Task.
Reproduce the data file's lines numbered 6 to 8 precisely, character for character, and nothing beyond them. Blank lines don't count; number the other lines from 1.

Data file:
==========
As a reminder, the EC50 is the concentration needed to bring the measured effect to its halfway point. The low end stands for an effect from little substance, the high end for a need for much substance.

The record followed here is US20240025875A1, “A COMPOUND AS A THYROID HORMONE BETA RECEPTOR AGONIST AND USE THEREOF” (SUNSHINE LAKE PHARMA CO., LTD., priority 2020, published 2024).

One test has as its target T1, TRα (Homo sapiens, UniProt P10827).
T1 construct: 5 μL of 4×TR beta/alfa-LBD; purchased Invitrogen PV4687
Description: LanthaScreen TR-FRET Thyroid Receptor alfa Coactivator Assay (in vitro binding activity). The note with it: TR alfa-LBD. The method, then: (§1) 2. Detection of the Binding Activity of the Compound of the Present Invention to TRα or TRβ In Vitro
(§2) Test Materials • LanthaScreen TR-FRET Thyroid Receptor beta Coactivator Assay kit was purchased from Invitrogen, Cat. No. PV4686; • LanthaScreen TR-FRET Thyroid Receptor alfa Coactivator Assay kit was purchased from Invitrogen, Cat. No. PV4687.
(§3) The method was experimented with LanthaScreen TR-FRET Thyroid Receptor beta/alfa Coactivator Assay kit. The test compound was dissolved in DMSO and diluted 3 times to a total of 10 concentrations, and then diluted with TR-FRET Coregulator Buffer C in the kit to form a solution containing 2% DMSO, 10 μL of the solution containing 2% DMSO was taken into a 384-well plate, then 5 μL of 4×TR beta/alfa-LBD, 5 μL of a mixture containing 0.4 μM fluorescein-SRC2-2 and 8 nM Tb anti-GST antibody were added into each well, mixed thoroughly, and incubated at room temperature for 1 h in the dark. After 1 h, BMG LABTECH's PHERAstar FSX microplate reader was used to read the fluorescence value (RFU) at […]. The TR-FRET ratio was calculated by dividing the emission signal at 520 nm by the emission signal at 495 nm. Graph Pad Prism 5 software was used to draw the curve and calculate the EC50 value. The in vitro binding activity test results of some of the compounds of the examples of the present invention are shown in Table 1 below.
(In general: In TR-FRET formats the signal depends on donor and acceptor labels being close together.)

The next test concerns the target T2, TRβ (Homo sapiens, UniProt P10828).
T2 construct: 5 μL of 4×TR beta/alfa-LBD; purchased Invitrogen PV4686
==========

(§2) Test Materials • LanthaScreen TR-FRET Thyroid Receptor beta Coactivator Assay kit was purchased from Invitrogen, Cat. No. PV4686; • LanthaScreen TR-FRET Thyroid Receptor alfa Coactivator Assay kit was purchased from Invitrogen, Cat. No. PV4687.
(§3) The method was experimented with LanthaScreen TR-FRET Thyroid Receptor beta/alfa Coactivator Assay kit. The test compound was dissolved in DMSO and diluted 3 times to a total of 10 concentrations, and then diluted with TR-FRET Coregulator Buffer C in the kit to form a solution containing 2% DMSO, 10 μL of the solution containing 2% DMSO was taken into a 384-well plate, then 5 μL of 4×TR beta/alfa-LBD, 5 μL of a mixture containing 0.4 μM fluorescein-SRC2-2 and 8 nM Tb anti-GST antibody were added into each well, mixed thoroughly, and incubated at room temperature for 1 h in the dark. After 1 h, BMG LABTECH's PHERAstar FSX microplate reader was used to read the fluorescence value (RFU) at […]. The TR-FRET ratio was calculated by dividing the emission signal at 520 nm by the emission signal at 495 nm. Graph Pad Prism 5 software was used to draw the curve and calculate the EC50 value. The in vitro binding activity test results of some of the compounds of the examples of the present invention are shown in Table 1 below.
(In general: In TR-FRET formats the signal depends on donor and acceptor labels being close together.)